Floating island targets bay pollution
If test in lagoon works, technology eventually could be used baywide
By JAMES B. HALE
Annapolis Mayor Ellen O. Moyer said the city intends to test a floating island in a local lagoon that, if successful, could help clean water in the Chesapeake Bay.
On Friday Moyer also announced an eco-friendly renovation of a city parking lot and the creation of a private-public partnership to offer property owners tax-exempt, low-interest loans to install energy-efficient equipment.
The floating island, which would absorb nutrients from the water, will be tested in a lagoon in Back Creek Nature Park.
Floating islands are created from recycled plastic and planted with wetland plants that soak up nutrients from the water when deployed, said Steve Carr, the city's environmental adviser. He said the project in Annapolis will act as a test to see if the technology can be implemented in larger areas of the bay.
"The main goal is to clean up the water quality in the lagoon, and in so doing, show the benefit and application of this technology baywide," Carr said.
Plant roots would extend from the 20-foot-by-20-foot device to soak up nutrients like nitrogen and phosphorous from the lagoon, he said. Scientists would monitor the levels of pollutants in the water before and after the island is set up.
Moyer said the island, along with other citywide initiatives, shows that Annapolis is ahead of the curve on environmental projects. She used President Obama's May executive order, which called on the nation to do more to protect the bay, as a backdrop to the process.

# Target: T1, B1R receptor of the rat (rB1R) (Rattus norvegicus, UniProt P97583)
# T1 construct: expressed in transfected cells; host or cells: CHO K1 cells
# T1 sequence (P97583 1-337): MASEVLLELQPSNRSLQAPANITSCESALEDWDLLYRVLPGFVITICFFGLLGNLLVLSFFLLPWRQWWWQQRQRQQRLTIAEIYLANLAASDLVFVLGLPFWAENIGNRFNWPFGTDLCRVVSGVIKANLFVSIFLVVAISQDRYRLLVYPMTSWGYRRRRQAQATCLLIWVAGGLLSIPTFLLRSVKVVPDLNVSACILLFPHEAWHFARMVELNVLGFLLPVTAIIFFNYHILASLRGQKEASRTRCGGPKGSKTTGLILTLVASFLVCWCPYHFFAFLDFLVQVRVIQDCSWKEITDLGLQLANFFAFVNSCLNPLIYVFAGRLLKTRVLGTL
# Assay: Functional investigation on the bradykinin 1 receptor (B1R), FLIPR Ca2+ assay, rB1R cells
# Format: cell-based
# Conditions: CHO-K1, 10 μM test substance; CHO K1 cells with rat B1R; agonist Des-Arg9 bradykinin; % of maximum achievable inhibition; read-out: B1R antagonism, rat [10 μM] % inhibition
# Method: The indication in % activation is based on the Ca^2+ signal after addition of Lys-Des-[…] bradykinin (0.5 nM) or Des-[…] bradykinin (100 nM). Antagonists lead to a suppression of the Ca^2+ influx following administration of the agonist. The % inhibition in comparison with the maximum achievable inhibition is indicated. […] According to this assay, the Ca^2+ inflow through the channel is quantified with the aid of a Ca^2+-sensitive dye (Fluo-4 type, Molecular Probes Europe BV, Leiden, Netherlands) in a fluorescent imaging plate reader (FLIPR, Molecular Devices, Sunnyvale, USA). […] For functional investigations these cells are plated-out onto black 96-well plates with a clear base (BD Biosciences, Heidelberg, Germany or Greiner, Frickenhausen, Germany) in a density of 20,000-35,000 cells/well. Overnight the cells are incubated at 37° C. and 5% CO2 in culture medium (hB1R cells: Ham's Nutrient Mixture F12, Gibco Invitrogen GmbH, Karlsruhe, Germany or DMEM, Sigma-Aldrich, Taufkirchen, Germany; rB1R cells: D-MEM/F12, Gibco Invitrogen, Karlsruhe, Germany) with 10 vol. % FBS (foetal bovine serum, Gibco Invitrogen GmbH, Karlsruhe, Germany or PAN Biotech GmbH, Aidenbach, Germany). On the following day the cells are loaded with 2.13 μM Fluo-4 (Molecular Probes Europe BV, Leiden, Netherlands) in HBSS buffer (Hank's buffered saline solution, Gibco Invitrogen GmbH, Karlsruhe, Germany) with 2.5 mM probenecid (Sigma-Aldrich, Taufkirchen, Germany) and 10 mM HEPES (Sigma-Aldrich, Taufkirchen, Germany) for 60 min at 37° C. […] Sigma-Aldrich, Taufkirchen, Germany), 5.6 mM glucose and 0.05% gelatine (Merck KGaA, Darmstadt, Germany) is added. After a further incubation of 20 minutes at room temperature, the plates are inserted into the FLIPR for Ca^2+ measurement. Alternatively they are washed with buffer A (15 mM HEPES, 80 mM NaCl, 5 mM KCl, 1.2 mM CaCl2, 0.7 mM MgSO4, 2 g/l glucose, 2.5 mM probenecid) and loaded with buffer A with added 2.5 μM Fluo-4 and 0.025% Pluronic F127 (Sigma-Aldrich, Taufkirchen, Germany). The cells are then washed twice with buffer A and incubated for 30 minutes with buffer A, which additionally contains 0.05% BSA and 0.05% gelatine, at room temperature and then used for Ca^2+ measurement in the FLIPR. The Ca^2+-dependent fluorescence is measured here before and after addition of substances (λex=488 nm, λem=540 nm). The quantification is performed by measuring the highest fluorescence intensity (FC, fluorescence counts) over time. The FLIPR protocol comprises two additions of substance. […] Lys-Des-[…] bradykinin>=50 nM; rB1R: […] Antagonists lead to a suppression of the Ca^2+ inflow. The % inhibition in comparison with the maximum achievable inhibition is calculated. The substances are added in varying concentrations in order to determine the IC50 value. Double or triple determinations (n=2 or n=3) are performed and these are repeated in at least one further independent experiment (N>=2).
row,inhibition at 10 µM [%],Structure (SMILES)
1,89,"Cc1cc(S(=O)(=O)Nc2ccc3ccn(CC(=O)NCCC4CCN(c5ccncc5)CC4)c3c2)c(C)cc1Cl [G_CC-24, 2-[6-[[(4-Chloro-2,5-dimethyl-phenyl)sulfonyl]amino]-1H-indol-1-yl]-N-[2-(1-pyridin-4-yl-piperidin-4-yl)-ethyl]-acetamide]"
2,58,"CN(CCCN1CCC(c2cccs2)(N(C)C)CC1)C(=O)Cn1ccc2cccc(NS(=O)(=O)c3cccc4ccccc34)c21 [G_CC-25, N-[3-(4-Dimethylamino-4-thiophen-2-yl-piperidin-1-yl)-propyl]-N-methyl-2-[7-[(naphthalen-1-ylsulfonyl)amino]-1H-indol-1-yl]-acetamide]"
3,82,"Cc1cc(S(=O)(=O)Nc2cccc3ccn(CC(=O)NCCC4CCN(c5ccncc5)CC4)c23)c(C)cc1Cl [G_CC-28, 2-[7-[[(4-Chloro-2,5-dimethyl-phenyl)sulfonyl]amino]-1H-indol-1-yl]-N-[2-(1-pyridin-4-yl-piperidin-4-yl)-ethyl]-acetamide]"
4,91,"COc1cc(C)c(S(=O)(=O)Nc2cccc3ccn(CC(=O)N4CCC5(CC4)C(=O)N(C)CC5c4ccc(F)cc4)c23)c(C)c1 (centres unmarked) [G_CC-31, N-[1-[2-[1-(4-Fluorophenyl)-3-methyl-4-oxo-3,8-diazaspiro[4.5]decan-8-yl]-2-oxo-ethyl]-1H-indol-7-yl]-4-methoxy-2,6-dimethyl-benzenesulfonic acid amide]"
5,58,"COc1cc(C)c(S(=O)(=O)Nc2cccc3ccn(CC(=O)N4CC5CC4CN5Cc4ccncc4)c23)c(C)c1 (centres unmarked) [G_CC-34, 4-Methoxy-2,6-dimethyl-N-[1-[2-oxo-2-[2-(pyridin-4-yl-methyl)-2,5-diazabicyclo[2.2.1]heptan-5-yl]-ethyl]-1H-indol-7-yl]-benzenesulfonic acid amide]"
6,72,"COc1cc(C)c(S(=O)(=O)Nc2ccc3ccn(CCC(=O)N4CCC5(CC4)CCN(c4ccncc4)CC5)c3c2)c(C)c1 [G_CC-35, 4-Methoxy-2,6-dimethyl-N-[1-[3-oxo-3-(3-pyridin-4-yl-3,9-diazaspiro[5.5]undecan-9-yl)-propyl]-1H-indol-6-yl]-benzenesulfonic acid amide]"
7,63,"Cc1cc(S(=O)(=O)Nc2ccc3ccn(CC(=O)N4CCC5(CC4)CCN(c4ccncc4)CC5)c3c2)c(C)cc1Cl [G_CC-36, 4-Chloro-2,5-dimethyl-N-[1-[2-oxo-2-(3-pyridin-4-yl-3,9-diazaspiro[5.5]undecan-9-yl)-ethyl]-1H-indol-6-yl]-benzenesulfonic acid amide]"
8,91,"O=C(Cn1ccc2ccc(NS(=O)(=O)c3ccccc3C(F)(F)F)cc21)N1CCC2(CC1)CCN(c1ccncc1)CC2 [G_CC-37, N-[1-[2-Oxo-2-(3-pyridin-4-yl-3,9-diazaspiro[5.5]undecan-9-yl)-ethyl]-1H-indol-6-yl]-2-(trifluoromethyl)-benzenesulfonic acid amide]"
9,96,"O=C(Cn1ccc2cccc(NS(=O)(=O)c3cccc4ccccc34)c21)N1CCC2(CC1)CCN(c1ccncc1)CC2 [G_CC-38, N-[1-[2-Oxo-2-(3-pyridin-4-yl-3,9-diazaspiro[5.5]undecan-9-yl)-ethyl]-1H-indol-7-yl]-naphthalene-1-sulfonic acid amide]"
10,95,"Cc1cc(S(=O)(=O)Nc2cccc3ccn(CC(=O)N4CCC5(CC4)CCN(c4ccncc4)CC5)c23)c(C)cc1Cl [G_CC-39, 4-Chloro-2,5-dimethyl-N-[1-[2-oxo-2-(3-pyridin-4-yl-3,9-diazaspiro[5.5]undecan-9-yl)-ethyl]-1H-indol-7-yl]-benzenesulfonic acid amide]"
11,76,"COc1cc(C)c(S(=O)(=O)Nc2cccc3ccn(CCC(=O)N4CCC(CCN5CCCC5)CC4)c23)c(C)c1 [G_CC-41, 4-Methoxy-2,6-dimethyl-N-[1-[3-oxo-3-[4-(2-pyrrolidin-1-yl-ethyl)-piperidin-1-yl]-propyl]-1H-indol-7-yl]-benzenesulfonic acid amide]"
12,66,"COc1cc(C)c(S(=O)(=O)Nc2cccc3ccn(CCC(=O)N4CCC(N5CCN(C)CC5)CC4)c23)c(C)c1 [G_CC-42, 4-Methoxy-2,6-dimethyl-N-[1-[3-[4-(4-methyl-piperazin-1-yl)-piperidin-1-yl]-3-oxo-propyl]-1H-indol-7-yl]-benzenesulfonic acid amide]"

"It is, after all, our duty as a local government to continue to meet this charge from the president ... and to offer solutions," she said.
Carr said he initially proposed the island idea on a larger scale to the state, but was told he needed to prove the technology actually worked. Now, with about $300,000 in taxpayer money, he plans on doing just that, he said.
If all goes according to plan, BlueWing, the company that makes the islands, will have one in the lagoon by April 22, the next Earth Day, Carr said.
"The application, if it's successful, is that yes, in fact, these manmade floating islands could ... be put anyplace as an additional resource for cleaning up the Chesapeake Bay," he said.
David Tilley, an associate professor of environmental science and technology at the University of Maryland, said although he's familiar with the floating islands, he hasn't seen anyone use the technology on a scale even as large as a lagoon.
"I think it could prove to be very successful, but you have to try it," he said. "I think it has a lot of potential."
But Tilley warned the plan is only half of solving the water pollution problem. While the islands have potential to rid water of harmful nutrients, they don't stop runoff from getting into the water in the first place, he said.
Carr said the city understands the many issues involved in cleaning the bay. Officials plan on taking a two-pronged approach to the issue: to clean the already polluted water and stop pollution from getting into the water, he said.
"If you have an accident, you have to clean up the accident," Carr said. "The other thing you do is try to prevent accidents."
(Revised December 2009)